Absolutely, it's been a wonderful advance. But let's not make the mistake of thinking that all diseases are equal, or all vaccines are equal. In this vaccine we have through the VAERS program, which is a program of adverse events being recorded, managed by the CDC and the FDA jointly and been in place for 30 years and is always served as a canary in the coal mine.
We have more significant side effects and death, temporally associated with this COVID-19 series of vaccines than all vaccines combined for 30 years. So there's a legitimate question here. Polio vaccine, you might find it very difficult to find someone who objects to that. But if you look at the rotavirus vaccine, which in the year 2000, approximately caused a dozen deaths in kids, you'll find people absolutely split on that question.
If you look at the Lyme vaccine, which was removed, because of lack of efficacy, you'll see a split on that. So I think there's a legitimate scientific discussion to be had in regards to how valuable is a COVID vaccine for someone who has a 99.997 percent chance of recovering from the disease if they get it. And the vaccine is in its wake, leaving a fair amount of disease and in some situations, temporarily associated deaths to the tune of what the CDC says 20 percent of the reported deaths have occurred within 48 hours of receiving that vaccination. And by the CDC’s acknowledgment, that means that over 4,000 people have received the vaccine and within 48 hours later, they were dead. That doesn't cause a person to say, “gee, I should talk about that?” That needs to be discussed.
I mean, you're making that correlation and causation thing, just as you were talking about earlier with COVID diagnosis. There's nothing in that VAERS system that says somebody who got the COVID vaccine didn't have some other serious condition that actually led to their death, right?
Absolutely. And if you think that happened 4,000 times, then you're going to be comfortable with that without question, but I don't know that.
I just wonder about relying on that system to say the vaccine is dangerous.
We've relied on the VARES system for 30 years and it was the system that told us that the Lyme vaccine was not working, that the rotavirus vaccine was killing people and caused it to be pulled from the market. We've used the VARES for that very specific reason and we needed it in the wake of the 1986 legislation that removed liability from the pharmaceutical manufacturers who generated vaccines. So in ‘86, all of a sudden they said, you know, make vaccines and you don't have liability. So in ‘91, they said, you know, what, we need to be monitoring to make certain that we're not having an unusual or an untoward number of adverse outcomes. And so the various program has always been highly regarded by pediatricians, family, doctors and the medical community alike.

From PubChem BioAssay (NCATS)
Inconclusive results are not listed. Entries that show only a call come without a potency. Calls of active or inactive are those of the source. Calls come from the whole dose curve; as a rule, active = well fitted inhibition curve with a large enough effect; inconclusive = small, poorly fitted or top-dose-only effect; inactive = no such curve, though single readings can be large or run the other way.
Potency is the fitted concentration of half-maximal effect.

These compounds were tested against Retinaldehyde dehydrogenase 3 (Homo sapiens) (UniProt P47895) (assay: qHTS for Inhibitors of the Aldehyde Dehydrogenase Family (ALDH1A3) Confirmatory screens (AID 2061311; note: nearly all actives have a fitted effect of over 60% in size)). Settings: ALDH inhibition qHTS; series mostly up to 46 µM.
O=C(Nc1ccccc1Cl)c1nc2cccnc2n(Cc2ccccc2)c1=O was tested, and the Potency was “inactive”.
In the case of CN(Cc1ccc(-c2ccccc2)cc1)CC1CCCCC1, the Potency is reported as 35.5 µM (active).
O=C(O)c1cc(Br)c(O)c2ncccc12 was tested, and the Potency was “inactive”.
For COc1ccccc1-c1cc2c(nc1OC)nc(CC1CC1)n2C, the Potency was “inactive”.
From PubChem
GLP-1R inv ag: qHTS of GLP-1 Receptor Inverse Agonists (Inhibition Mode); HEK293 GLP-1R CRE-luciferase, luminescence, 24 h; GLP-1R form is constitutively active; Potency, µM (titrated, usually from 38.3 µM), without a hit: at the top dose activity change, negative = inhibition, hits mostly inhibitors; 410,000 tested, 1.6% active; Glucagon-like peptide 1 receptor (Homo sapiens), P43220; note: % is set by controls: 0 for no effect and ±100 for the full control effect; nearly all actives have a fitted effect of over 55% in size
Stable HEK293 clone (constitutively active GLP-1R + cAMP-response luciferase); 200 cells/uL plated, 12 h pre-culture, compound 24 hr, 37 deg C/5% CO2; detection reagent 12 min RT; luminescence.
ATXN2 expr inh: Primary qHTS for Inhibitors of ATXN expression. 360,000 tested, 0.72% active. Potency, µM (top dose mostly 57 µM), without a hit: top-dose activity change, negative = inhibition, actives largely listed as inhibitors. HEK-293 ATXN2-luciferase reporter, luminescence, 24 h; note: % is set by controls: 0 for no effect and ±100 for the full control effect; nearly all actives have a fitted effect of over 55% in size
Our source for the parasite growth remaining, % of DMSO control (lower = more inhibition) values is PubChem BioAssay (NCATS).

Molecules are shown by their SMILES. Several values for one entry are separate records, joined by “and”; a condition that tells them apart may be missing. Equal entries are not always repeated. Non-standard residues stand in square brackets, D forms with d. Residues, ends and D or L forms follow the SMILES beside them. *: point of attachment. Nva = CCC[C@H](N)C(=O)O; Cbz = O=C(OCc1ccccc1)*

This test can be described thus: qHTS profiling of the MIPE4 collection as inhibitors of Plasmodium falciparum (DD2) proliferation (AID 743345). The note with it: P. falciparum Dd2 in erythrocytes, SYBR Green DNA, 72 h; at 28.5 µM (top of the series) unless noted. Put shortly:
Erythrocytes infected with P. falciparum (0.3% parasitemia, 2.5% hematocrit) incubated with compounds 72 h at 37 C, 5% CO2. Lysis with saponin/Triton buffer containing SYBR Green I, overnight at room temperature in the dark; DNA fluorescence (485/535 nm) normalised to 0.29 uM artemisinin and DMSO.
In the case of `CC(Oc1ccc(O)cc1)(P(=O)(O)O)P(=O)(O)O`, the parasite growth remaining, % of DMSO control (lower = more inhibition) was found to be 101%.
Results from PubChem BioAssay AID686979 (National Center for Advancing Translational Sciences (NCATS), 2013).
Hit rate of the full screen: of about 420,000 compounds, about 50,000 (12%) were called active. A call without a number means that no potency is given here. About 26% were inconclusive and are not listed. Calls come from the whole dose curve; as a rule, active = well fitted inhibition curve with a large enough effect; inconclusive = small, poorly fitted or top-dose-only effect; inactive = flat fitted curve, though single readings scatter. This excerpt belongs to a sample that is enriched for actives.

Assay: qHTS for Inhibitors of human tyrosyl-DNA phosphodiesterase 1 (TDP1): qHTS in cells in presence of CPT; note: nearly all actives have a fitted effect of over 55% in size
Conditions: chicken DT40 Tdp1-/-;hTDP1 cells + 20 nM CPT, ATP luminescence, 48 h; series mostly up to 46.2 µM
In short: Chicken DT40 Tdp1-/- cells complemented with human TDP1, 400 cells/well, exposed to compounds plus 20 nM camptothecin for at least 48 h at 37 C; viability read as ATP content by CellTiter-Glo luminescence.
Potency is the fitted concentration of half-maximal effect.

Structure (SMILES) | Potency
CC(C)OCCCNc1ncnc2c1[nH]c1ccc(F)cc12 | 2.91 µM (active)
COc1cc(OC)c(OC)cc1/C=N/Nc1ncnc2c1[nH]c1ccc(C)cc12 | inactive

And by the CDC, right? Doesn't the CDC pull a vaccine if it's dangerous?
Well, I think a lot of people are asking that question. And I think that generally, I don't think the CDC necessarily pulls the vaccine. I think the FDA, I could be wrong on that, but I think the FDA has probably more sway in that. In terms of actually having the authority to pull a vaccine, I think the CDC can make recommendations but I don't know if they can pull it maybe they can.
From caller: When it comes to the 2020 election, do you feel that Joe Biden won that fair and square?
I think it's been a long time since we've had a fair and square election. I think that the Democrats were pretty upset in 2000 with hanging chads, they were upset with the 2004 election. The Republicans have been upset. There were Democrats were upset in 2016. The Republicans were upset in 2020.
I think that we could maybe stop the bickering and recognize that there has been an abuse of various tactics used, whether it's helping people vote that don't have the cognitive wherewithal to vote independently. Harvesting, vouching, potentially abuse of absentee ballots, mail in ballots potentially being abused. I think we should work hard in a nonpartisan fashion, to make certain that our elections are as trustworthy as possible.
I don't think there's any question that 2020 had a lot of problems with it. I think we've seen some forensic audits done around the country that did show some irregularities. I know the Star Tribune published an article a few months ago, where they had the Associated Press had printed an article about the potential for malware to be input into these machines into their software platforms relatively quickly. And so I think that there's been enough discussion that we can stop with that argument and just say, how do we fix it? And to me, clearly, that's photo ID like 46 out of 47 countries in Europe do. Let's just do it. And so we stop bickering. Let's make it easy to vote, hard to cheat.
Was the 2020 elections stolen from Donald Trump, as Donald Trump says it was?
I have no way of knowing that.